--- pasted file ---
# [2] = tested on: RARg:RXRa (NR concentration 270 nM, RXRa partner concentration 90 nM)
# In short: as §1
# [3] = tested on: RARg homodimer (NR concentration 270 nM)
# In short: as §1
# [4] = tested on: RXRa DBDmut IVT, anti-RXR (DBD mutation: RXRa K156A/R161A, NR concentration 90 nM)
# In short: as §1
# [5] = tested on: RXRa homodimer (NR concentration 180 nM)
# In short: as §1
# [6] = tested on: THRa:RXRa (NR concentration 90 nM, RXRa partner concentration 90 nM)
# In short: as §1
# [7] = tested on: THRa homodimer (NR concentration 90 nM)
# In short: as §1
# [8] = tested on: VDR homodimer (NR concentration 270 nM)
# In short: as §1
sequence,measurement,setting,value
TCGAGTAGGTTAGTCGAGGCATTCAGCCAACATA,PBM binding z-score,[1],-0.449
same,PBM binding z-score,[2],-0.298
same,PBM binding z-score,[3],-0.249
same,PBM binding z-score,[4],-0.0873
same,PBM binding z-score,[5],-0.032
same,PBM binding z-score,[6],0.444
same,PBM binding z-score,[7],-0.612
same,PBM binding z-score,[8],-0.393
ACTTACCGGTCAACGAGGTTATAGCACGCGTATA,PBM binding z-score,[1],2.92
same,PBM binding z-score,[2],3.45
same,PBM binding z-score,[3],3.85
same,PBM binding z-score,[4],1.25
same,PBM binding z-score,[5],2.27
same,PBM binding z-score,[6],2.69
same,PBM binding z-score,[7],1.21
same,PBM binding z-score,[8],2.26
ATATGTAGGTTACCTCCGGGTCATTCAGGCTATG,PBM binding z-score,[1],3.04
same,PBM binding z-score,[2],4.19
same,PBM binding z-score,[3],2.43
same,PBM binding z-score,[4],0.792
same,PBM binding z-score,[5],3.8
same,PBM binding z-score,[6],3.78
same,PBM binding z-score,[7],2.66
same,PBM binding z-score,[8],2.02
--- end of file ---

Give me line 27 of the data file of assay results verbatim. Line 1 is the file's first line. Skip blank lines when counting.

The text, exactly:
same,PBM binding z-score,[4],1.25